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Tunisia Hangs 2 Muslim Fundamentalists : Sentence Carried Out Despite Islamic Threats Against Leaders

October 09, 1987|Associated Press

TUNIS, Tunisia — Two Muslim fundamentalists were hanged at dawn Thursday after President Habib Bourguiba ignored appeals for a pardon and threats against Tunisian leaders if the death sentences were carried out.

The Justice Ministry said Mehrez Boudegga, 25, and Boulbaba Dekhil, 24, were executed at the Tunis prison where they had been held.

The two were condemned to death Sept. 27 after a monthlong trial of 90 fundamentalists, mostly members of the outlawed Islamic Tendency Movement. All were accused of trying to topple Bourguiba's pro-Western government and replace it with an Islamic state.

Five others were sentenced to death, but they are among 37 accused who were tried in absentia.

'Declaration of War'

Within hours of the verdict by a state security court, the Lebanon-based Islamic Jihad threatened to kill Tunisian leaders if the death sentences were carried out. The pro-Iranian Shia Muslim group said it would consider any executions "a declaration of war . . . on Muslims throughout the world."

Similar threats from other pro-Iranian groups followed the warning from Islamic Jihad, which holds American and French hostages.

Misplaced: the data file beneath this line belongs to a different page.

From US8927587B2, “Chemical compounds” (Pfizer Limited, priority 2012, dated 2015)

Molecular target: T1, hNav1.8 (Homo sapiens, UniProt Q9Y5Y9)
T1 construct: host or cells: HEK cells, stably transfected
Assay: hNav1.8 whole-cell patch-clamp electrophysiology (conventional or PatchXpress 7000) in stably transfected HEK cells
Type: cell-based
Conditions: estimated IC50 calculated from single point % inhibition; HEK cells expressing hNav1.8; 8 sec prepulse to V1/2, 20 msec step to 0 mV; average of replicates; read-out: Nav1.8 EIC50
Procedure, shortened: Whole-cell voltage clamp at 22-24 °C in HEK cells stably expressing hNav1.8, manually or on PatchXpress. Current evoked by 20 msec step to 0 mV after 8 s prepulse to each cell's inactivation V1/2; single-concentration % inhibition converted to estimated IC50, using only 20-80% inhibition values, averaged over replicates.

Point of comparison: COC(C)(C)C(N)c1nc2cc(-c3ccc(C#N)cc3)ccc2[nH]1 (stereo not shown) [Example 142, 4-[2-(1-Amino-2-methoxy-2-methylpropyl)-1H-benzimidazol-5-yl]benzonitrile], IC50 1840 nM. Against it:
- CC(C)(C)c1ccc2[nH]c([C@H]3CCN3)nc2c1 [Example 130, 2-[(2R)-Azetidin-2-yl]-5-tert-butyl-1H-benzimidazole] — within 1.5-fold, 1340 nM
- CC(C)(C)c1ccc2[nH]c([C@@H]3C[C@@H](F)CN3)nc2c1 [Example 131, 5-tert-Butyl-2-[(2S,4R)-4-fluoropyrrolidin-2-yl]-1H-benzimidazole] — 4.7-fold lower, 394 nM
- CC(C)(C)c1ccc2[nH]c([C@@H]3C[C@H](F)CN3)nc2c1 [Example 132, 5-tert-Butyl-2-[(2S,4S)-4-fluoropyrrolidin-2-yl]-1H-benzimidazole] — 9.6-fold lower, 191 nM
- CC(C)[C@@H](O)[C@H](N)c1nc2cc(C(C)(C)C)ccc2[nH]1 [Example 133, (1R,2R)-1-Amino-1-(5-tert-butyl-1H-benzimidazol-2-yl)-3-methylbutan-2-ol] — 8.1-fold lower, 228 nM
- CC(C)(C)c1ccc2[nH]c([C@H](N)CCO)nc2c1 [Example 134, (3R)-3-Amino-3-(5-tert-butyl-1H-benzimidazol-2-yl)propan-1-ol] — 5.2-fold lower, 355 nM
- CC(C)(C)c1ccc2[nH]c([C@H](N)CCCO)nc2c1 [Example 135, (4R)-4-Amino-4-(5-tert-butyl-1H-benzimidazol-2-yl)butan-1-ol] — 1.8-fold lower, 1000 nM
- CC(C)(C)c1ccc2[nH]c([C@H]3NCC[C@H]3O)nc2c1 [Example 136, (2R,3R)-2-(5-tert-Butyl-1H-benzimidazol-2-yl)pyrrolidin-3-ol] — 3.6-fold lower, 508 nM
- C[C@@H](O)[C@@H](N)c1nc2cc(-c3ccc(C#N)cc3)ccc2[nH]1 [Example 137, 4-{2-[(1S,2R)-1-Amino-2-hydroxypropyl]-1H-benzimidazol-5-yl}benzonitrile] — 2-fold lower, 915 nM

In its decision, the five-member court said Boudegga made the bombs that exploded Aug. 2 at four resort hotels, injuring 12 European tourists and a Tunisian. The court said Dekhil threw acid in the face of a member of the governing Destourian Socialist Party.

Verdict Called Moderate

The verdict, which spared the life of Islamic Tendency leader Raschid Ghannouchi, was widely regarded as relatively moderate, reportedly the result of pressure from Tunisia's Western allies and moderate Arab states fearful of a backlash should dozens be sent to the gallows.

Ghannouchi was one of two people sentenced to life in prison. Other sentences ranged from two to 20 years. Fourteen people were acquitted.

The trial culminated a seven-month crackdown by the government on Muslim fundamentalists and the movement, which espouses an Islamic state based on the precepts of the Koran, the Muslim holy book.

Authorities say 1,270 fundamentalists have been arrested since March, when Tunisia broke relations with Iran, charging that Iranian diplomats here were working with local groups to try to topple the government.

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